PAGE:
Ghost of Jupiter (NGC 3242)
This nebula was discovered on 7th February 1785 by the german-british astronomer William Herschel using his selfmade 18.7 inch reflecting telescope and cataloged as IV 27. He described it as follows: «Beautiful, brilliant, planetary disk ill defined, but uniformly bright. The light of the colour of Jupiter. 40" diameter, second observation near 1' diameter by estimation.» 
NGC 3242 is one of the brightest planetary nebulae. It was nicknamed «Ghost of Jupiter» because the 30 to 40 arc second, not quite circular disc resembles a ghostly image of Jupiter in small telescopes.
Even in medium-sized amateur telescopes, an elliptical ring structure can be seen, surrounded by a fainter halo (see drawing below). This is also supported by the classification according to Vorontsov-Velyaminov (IV+IIIb = ring structure + irregular disk with traces of a ring structure).
The halo is the shed shell of the red giant, the progenitor star, which is excited to glow by the strong UV radiation from the central star. The gas appears bluish-green to us visually because the main emission comes from doubly ionized oxygen (O III), whose strongest emission line is at 5007 angstroms. Two causes are held responsible for the elliptical ring structure:
- The interaction of the wind of the central star with the stellar wind of the progenitor: When the fast wind of the central star meets the slower wind of the progenitor, a shock front is created. Matter located there is excited and emits light. The area therefore appears brighter to us than the surroundings.
- Model calculations showed that the conspicuous axial symmetry of the ring structure was caused by a brown dwarf moving closely around the central star about 4000 years ago.
Recent observations with the Hubble Space Telescope (HST) show extremely fine structures in the nebula that cannot yet be well explained with previous models. Such structures have also been observed in other planetary nebulae such as NGC 7662.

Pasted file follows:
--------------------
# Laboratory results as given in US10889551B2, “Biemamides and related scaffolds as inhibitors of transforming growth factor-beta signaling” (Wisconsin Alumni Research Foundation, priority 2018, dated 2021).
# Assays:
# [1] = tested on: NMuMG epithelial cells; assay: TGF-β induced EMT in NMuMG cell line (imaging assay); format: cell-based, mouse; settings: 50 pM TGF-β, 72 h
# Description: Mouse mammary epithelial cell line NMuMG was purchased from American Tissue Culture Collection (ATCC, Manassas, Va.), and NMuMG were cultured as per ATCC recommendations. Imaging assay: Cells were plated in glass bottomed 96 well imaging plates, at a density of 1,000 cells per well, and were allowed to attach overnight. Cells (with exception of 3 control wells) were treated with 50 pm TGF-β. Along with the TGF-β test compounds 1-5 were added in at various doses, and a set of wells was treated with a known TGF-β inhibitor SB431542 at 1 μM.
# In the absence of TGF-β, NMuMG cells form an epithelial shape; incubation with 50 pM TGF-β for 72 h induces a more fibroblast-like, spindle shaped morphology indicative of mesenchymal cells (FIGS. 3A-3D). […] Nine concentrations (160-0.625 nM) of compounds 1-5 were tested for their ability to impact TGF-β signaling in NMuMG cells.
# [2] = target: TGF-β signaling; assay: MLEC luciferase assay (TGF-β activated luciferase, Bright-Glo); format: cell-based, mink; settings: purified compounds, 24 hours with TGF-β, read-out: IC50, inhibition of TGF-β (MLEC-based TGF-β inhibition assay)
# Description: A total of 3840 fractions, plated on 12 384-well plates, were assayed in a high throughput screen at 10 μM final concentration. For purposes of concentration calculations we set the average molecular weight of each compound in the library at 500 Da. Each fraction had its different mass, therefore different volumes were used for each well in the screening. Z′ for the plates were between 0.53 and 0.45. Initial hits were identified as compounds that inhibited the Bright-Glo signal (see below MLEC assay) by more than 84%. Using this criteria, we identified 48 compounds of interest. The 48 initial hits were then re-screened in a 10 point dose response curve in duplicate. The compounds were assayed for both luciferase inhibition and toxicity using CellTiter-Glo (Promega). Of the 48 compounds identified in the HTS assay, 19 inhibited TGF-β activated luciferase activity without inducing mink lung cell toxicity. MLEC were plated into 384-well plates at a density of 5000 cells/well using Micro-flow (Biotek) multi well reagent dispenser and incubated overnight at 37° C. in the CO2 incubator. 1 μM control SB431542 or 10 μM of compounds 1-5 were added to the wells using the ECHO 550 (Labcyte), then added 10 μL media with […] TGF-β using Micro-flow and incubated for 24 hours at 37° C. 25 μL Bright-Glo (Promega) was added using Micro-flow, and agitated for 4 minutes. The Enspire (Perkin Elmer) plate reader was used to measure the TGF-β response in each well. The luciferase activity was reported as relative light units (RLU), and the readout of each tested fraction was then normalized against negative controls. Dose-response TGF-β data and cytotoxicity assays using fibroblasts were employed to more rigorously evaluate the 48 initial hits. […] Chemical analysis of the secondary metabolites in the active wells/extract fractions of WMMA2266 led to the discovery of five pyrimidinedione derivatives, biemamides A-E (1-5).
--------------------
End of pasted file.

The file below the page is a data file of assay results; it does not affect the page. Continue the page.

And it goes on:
|Designations||PN G261.0+32.0: NGC 3242, PK 261+32.1, ARO 4, ESO 568-05, VV 57, VV' 98|
|Right Ascension (J2000.0)||10h 24m 46s|
|Declination (J2000.0)||-18° 38' 38"|
|Radial Velocity||+4.6 km/s ± 0.6 km/s|
|Expansion Velocity||20. km/s (O-III), 27.5 km/s (N-II)|
|C-Star Designations||AG82 127, BD -17 3140, GC 14298, GCRV 6542, HD 90255, NSV 4848, PLX 2442, SAO 155965, TD1 14821|
|C-Star Magnitude||12.02 mag (B filter), 12.31 mag (V filter)|
|C-Star Spectral Type||O(H)|
How to find the Ghost?
Jupiter's ghost is in the constellation Hydra. The best way to find it is to start from the star μ Hydrae, because the PN is 1.8 degrees south of it. With an apparent magnitude of 3.8, this red giant star is visible to the naked eye. If you use a low-power, wide-field eyepiece to locate, the small, greenish disc of NGC 3242 should already be visible. The best viewing time is February to April.
200 mm aperture: With a declination of -18.6 degrees, Jupiter's ghost is relatively low. In order to observe it under optimal conditions, one should wait for the passage of the meridian. The surface brightness of NGC 3242 is very large. It is therefore worth enlarging over 200x. The view in the 20 cm telescope at 290x (7 mm Nagler) is breathtaking. The elliptical ring structure mentioned in the description, which is reminiscent of a human eye, is clearly visible in the 20 cm reflector. The ellipse appears brighter at the SE end (see author's drawing). As with planetary observation, the Ghost of Jupiter benefits from observing for as long as possible. The chance of discerning fine details during short moments of extreme calm increases with the observation time. In my opinion, NGC 3242 is not only one of the most interesting planetary nebulae, but also one of the easiest to observe.